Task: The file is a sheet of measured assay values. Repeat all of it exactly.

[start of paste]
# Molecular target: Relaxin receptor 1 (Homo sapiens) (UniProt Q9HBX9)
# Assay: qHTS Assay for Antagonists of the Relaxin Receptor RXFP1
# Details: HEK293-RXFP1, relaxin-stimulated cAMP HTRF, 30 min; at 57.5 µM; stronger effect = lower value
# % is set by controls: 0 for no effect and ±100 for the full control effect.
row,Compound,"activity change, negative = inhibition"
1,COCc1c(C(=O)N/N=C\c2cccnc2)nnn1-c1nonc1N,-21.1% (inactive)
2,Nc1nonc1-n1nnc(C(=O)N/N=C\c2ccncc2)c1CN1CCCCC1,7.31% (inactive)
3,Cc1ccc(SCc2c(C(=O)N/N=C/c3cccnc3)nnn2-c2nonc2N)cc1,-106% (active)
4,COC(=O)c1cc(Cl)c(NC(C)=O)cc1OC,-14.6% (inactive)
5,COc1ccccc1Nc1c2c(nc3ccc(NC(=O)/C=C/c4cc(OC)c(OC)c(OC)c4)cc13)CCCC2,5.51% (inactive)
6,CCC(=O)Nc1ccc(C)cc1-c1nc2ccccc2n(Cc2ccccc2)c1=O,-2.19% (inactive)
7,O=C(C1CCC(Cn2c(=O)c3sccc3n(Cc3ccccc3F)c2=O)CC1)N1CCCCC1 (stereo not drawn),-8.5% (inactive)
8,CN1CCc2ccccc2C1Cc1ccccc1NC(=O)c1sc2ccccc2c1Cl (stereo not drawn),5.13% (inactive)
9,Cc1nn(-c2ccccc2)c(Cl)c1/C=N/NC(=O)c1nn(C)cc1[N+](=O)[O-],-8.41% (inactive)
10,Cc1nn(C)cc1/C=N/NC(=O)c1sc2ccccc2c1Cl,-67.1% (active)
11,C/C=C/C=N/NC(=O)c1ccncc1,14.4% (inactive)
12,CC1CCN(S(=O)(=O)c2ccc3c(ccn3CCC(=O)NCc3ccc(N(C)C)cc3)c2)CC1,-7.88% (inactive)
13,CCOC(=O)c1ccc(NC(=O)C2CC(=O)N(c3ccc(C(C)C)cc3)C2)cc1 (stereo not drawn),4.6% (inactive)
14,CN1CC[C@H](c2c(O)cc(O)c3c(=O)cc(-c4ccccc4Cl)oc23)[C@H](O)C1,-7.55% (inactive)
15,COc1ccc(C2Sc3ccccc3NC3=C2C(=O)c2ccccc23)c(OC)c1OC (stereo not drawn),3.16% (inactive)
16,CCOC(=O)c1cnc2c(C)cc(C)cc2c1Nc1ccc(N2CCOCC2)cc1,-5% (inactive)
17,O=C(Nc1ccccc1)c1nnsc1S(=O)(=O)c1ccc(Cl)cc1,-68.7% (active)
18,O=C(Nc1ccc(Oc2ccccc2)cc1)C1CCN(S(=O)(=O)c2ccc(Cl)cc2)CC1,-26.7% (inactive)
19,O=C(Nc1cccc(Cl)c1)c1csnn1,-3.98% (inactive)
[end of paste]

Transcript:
# Molecular target: Relaxin receptor 1 (Homo sapiens) (UniProt Q9HBX9)
# Assay: qHTS Assay for Antagonists of the Relaxin Receptor RXFP1
# Details: HEK293-RXFP1, relaxin-stimulated cAMP HTRF, 30 min; at 57.5 µM; stronger effect = lower value
# % is set by controls: 0 for no effect and ±100 for the full control effect.
row,Compound,"activity change, negative = inhibition"
1,COCc1c(C(=O)N/N=C\c2cccnc2)nnn1-c1nonc1N,-21.1% (inactive)
2,Nc1nonc1-n1nnc(C(=O)N/N=C\c2ccncc2)c1CN1CCCCC1,7.31% (inactive)
3,Cc1ccc(SCc2c(C(=O)N/N=C/c3cccnc3)nnn2-c2nonc2N)cc1,-106% (active)
4,COC(=O)c1cc(Cl)c(NC(C)=O)cc1OC,-14.6% (inactive)
5,COc1ccccc1Nc1c2c(nc3ccc(NC(=O)/C=C/c4cc(OC)c(OC)c(OC)c4)cc13)CCCC2,5.51% (inactive)
6,CCC(=O)Nc1ccc(C)cc1-c1nc2ccccc2n(Cc2ccccc2)c1=O,-2.19% (inactive)
7,O=C(C1CCC(Cn2c(=O)c3sccc3n(Cc3ccccc3F)c2=O)CC1)N1CCCCC1 (stereo not drawn),-8.5% (inactive)
8,CN1CCc2ccccc2C1Cc1ccccc1NC(=O)c1sc2ccccc2c1Cl (stereo not drawn),5.13% (inactive)
9,Cc1nn(-c2ccccc2)c(Cl)c1/C=N/NC(=O)c1nn(C)cc1[N+](=O)[O-],-8.41% (inactive)
10,Cc1nn(C)cc1/C=N/NC(=O)c1sc2ccccc2c1Cl,-67.1% (active)
11,C/C=C/C=N/NC(=O)c1ccncc1,14.4% (inactive)
12,CC1CCN(S(=O)(=O)c2ccc3c(ccn3CCC(=O)NCc3ccc(N(C)C)cc3)c2)CC1,-7.88% (inactive)
13,CCOC(=O)c1ccc(NC(=O)C2CC(=O)N(c3ccc(C(C)C)cc3)C2)cc1 (stereo not drawn),4.6% (inactive)
14,CN1CC[C@H](c2c(O)cc(O)c3c(=O)cc(-c4ccccc4Cl)oc23)[C@H](O)C1,-7.55% (inactive)
15,COc1ccc(C2Sc3ccccc3NC3=C2C(=O)c2ccccc23)c(OC)c1OC (stereo not drawn),3.16% (inactive)
16,CCOC(=O)c1cnc2c(C)cc(C)cc2c1Nc1ccc(N2CCOCC2)cc1,-5% (inactive)
17,O=C(Nc1ccccc1)c1nnsc1S(=O)(=O)c1ccc(Cl)cc1,-68.7% (active)
18,O=C(Nc1ccc(Oc2ccccc2)cc1)C1CCN(S(=O)(=O)c2ccc(Cl)cc2)CC1,-26.7% (inactive)
19,O=C(Nc1cccc(Cl)c1)c1csnn1,-3.98% (inactive)